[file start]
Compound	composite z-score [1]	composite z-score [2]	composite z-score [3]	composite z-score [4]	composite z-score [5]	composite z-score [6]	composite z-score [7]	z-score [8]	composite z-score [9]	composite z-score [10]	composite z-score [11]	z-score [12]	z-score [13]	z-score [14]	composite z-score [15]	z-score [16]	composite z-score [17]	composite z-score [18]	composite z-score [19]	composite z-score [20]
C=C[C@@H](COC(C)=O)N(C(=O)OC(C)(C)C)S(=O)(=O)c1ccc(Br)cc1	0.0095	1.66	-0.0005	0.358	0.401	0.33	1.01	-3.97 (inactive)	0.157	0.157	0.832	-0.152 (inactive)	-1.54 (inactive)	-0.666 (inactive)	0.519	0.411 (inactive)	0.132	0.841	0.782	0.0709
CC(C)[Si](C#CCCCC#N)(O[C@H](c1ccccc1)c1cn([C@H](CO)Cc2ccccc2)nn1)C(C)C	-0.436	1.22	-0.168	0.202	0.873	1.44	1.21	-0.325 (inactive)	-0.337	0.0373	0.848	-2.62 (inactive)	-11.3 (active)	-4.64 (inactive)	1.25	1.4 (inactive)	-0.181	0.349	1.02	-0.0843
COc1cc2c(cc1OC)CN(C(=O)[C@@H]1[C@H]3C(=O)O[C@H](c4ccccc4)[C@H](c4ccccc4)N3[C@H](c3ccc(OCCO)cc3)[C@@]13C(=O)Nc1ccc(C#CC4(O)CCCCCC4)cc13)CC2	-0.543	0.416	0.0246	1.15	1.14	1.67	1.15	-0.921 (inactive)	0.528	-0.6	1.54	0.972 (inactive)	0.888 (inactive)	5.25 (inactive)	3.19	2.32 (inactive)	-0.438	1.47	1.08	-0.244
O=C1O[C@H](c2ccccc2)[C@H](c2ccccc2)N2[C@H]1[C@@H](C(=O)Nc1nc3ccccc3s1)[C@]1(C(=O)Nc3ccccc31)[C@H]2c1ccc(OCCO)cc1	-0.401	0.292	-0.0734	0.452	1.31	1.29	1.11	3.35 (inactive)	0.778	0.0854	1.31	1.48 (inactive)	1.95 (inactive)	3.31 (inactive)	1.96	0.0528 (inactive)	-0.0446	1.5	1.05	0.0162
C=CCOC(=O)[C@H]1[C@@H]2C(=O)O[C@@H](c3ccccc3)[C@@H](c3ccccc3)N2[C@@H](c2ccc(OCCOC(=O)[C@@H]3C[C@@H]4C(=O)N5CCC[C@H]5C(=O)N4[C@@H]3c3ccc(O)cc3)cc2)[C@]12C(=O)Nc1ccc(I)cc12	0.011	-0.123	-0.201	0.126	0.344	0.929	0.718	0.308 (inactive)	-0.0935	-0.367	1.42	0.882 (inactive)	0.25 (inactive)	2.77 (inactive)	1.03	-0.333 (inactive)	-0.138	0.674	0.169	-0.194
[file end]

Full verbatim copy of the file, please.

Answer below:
Compound	composite z-score [1]	composite z-score [2]	composite z-score [3]	composite z-score [4]	composite z-score [5]	composite z-score [6]	composite z-score [7]	z-score [8]	composite z-score [9]	composite z-score [10]	composite z-score [11]	z-score [12]	z-score [13]	z-score [14]	composite z-score [15]	z-score [16]	composite z-score [17]	composite z-score [18]	composite z-score [19]	composite z-score [20]
C=C[C@@H](COC(C)=O)N(C(=O)OC(C)(C)C)S(=O)(=O)c1ccc(Br)cc1	0.0095	1.66	-0.0005	0.358	0.401	0.33	1.01	-3.97 (inactive)	0.157	0.157	0.832	-0.152 (inactive)	-1.54 (inactive)	-0.666 (inactive)	0.519	0.411 (inactive)	0.132	0.841	0.782	0.0709
CC(C)[Si](C#CCCCC#N)(O[C@H](c1ccccc1)c1cn([C@H](CO)Cc2ccccc2)nn1)C(C)C	-0.436	1.22	-0.168	0.202	0.873	1.44	1.21	-0.325 (inactive)	-0.337	0.0373	0.848	-2.62 (inactive)	-11.3 (active)	-4.64 (inactive)	1.25	1.4 (inactive)	-0.181	0.349	1.02	-0.0843
COc1cc2c(cc1OC)CN(C(=O)[C@@H]1[C@H]3C(=O)O[C@H](c4ccccc4)[C@H](c4ccccc4)N3[C@H](c3ccc(OCCO)cc3)[C@@]13C(=O)Nc1ccc(C#CC4(O)CCCCCC4)cc13)CC2	-0.543	0.416	0.0246	1.15	1.14	1.67	1.15	-0.921 (inactive)	0.528	-0.6	1.54	0.972 (inactive)	0.888 (inactive)	5.25 (inactive)	3.19	2.32 (inactive)	-0.438	1.47	1.08	-0.244
O=C1O[C@H](c2ccccc2)[C@H](c2ccccc2)N2[C@H]1[C@@H](C(=O)Nc1nc3ccccc3s1)[C@]1(C(=O)Nc3ccccc31)[C@H]2c1ccc(OCCO)cc1	-0.401	0.292	-0.0734	0.452	1.31	1.29	1.11	3.35 (inactive)	0.778	0.0854	1.31	1.48 (inactive)	1.95 (inactive)	3.31 (inactive)	1.96	0.0528 (inactive)	-0.0446	1.5	1.05	0.0162
C=CCOC(=O)[C@H]1[C@@H]2C(=O)O[C@@H](c3ccccc3)[C@@H](c3ccccc3)N2[C@@H](c2ccc(OCCOC(=O)[C@@H]3C[C@@H]4C(=O)N5CCC[C@H]5C(=O)N4[C@@H]3c3ccc(O)cc3)cc2)[C@]12C(=O)Nc1ccc(I)cc12	0.011	-0.123	-0.201	0.126	0.344	0.929	0.718	0.308 (inactive)	-0.0935	-0.367	1.42	0.882 (inactive)	0.25 (inactive)	2.77 (inactive)	1.03	-0.333 (inactive)	-0.138	0.674	0.169	-0.194